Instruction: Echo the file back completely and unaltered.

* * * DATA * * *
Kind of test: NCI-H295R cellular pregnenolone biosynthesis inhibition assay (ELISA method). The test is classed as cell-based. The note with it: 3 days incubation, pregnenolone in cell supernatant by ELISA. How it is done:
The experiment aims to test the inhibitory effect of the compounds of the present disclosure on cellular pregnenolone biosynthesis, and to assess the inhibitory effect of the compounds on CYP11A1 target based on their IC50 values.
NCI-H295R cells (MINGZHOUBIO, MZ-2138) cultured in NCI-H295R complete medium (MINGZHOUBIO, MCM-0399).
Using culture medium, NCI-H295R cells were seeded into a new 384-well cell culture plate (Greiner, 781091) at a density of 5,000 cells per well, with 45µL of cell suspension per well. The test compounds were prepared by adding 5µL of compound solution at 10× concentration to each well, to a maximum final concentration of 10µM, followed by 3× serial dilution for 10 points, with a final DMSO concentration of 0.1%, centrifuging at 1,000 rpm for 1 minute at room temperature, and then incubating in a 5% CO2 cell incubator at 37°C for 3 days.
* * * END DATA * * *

Kind of test: NCI-H295R cellular pregnenolone biosynthesis inhibition assay (ELISA method). The test is classed as cell-based. The note with it: 3 days incubation, pregnenolone in cell supernatant by ELISA. How it is done:
The experiment aims to test the inhibitory effect of the compounds of the present disclosure on cellular pregnenolone biosynthesis, and to assess the inhibitory effect of the compounds on CYP11A1 target based on their IC50 values.
NCI-H295R cells (MINGZHOUBIO, MZ-2138) cultured in NCI-H295R complete medium (MINGZHOUBIO, MCM-0399).
Using culture medium, NCI-H295R cells were seeded into a new 384-well cell culture plate (Greiner, 781091) at a density of 5,000 cells per well, with 45µL of cell suspension per well. The test compounds were prepared by adding 5µL of compound solution at 10× concentration to each well, to a maximum final concentration of 10µM, followed by 3× serial dilution for 10 points, with a final DMSO concentration of 0.1%, centrifuging at 1,000 rpm for 1 minute at room temperature, and then incubating in a 5% CO2 cell incubator at 37°C for 3 days.